I have written elsewhere about the convenient – and possibly suspicious - deaths of the men who were engaged to be married to Jane Austen’s sister Cassandra and J. M. Barrie’s sister Maggie.

In both cases, the bereaved young women remained available to their siblings as their main source of companionship, emotional support and admiration. In other words, both Jane Austen and J. M. Barrie benefitted from the deaths of the men who would have been their brothers-in-law.

I have found two more cases of interest, with similar elements.

Friday, July 3, 2015

Some small synchronicities from 2013

Big, spectacular synchronicities – such as the encounter with Archbishop Trevor Huddleston for example - seem to be a thing of the past. I don’t know why.

I have posted my best memories, but the record is not complete. I wish I had made notes of all of the small synchronicities that I experienced over the years but I didn’t, so some of them are probably gone for ever.

I have started to record on here any current interesting coincidences that occur in my life, just to keep a record.

I have just remembered a few synchronicities that occurred almost exactly two years ago. During 2013, as part of a huge dot-joining operation, I was doing a lot of research and posting the results on the David Icke forum. I experienced some interesting small coincidences while this was going on, which are worth bringing together and posting on here.

Cliff Richard
I was in the middle of investigating Cliff Richard when a promotional email suddenly arrived:

"Here’s a golden opportunity to enjoy the pleasures of wine and song (especially for Cliff Richard fans).
When Sir Cliff isn’t singing about Mistletoe and Wine and performing his way around the world, he produces his own wine at his vineyard in Portugal.
We have secured just 1000 of Cliff Richard’s Vida Nova Six cases... And best of all, inside 50 of these cases there will be a FREE pair of tickets to one of Cliff’s Midsummer Nights Still Reelin’ and A-Rockin UK concerts.”

This is the only time Cliff Richard has been mentioned in any email. I am not a fan and had never even thought about him before I learned that he was a person of interest to the forum.

I was just starting to investigate Highgrove House (Prince Charles's residence) for the first time when Classic FM played The Highgrove Suite, which was commissioned by Prince Charles. 

I started collecting references to the small, rather obscure Yorkshire town of Mirfield. I looked to see whether there was anything light and escapist on TV, as I wanted to take time out to watch something when I felt overwhelmed and take a complete break during the advertisements. I found that a Star Trek film starring Patrick Stewart was on, which was just the thing. After working on Mirfield for a while, I needed a rest so watched some of the film and Googled Patrick Stewart. I found that he is a Mirfield man!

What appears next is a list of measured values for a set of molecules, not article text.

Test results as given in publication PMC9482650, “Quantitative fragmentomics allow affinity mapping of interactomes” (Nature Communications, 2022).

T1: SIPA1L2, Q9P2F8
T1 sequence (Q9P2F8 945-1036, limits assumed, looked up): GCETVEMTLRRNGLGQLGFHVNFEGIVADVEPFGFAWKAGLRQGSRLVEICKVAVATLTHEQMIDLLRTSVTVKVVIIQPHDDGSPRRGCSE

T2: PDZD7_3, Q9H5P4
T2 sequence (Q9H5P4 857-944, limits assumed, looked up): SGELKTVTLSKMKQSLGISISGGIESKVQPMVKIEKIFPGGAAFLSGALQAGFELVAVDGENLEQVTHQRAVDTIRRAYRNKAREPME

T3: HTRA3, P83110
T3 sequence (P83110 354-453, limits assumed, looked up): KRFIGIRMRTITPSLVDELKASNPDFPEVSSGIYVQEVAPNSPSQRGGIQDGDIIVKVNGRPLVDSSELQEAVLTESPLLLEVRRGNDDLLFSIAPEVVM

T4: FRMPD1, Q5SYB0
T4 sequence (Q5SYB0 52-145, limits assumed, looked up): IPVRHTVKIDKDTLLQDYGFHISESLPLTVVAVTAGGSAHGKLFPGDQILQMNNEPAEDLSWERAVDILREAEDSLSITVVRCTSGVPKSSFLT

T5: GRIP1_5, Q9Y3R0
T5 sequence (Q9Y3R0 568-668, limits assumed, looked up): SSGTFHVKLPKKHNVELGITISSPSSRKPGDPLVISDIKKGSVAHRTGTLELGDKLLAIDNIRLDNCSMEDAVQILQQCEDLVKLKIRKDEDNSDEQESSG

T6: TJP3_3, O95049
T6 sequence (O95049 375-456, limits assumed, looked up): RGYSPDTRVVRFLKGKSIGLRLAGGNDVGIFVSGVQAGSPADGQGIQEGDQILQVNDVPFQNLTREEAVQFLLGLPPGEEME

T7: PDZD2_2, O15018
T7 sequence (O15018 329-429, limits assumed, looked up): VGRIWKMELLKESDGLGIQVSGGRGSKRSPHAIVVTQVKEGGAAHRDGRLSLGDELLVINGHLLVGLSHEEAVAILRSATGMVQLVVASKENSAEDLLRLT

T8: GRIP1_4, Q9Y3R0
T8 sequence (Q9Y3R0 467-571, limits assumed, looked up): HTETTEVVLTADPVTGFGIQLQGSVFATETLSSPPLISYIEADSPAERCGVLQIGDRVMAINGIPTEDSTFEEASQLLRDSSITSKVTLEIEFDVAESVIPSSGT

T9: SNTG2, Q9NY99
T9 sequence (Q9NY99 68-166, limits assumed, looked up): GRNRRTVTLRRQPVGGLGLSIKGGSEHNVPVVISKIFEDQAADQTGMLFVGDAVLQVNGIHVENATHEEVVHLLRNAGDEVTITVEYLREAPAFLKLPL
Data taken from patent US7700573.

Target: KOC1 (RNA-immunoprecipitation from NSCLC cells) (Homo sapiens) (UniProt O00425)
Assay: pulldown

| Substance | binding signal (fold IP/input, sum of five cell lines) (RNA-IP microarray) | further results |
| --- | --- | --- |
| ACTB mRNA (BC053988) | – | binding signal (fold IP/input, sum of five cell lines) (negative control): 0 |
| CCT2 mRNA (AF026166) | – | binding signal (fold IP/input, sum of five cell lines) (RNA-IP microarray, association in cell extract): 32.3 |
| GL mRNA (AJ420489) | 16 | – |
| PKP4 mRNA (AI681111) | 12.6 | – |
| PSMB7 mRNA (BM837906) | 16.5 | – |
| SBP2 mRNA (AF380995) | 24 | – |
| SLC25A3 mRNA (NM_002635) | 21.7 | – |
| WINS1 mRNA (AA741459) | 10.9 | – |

I was immersed in collecting information about the McAlpine family, owners of a huge construction company founded by Sir Robert McAlpine. I found details of a Miss Garnett who married the 5th Baronet: she was brought up in Vancouver.

There are so many McAlpines and people with similar names in the case that it all became a bit too much for me.

I went out because I couldn't take in any more information. My bus got stuck in a traffic jam and my mind immediately went back to the McAlpines, Garnetts etc. I came back to reality, and saw that I was next to a truck with ‘Sir Robert McAlpine’ on it; a big police van was next to it, behind which was a big white van and a smaller van with ‘Vancouver Cleaning’ on it. In front of them was a car whose number plate began with ‘33’ followed by a space.

Big white vans are featured on conspiracy theory websites along with black helicopters, as is the number 33. The police were investigating allegations about a member of the McAlpine family at the time.

Darby O’Gill
I saw a Disney film called Darby O’Gill and the Little People when I was very young. I did not particularly like it; I soon forgot all about it.  I don’t remember ever hearing or seeing any references to it over the years, until one day in 2013 I noticed it in a TV programme guide. I vaguely remembered that it was good, colourful escape material and thought it would be ideal for giving me a rest from all the heavy stuff, so I took some time out to escape into the world of leprechauns. Shortly afterwards, someone mentioned this film on the forum, for the first, last and only time.

TV schedule over a few hours
On yet another busy morning in 2013, I checked the TV schedule for later in the day before immersing myself in research. I was hoping to find something that would make good escape material, a fantasy film perhaps, something that I could watch during a break. I noticed that the TV menu included Cliff Richard’s Summer Holiday, Our Queen (in her Jubilee year) and a programme about the Monarch butterfly.

All have significant associations with some of the most active topics on the forum: Cliff Richard and the Royal Family in connection with Jimmy Savile, and Monarch butterflies in connection with mind control and programming.

I reported this on the forum, and got responses from two posters:

“It is as though there is a conscious effort to selectively broadcast these programmes in defiant spite.”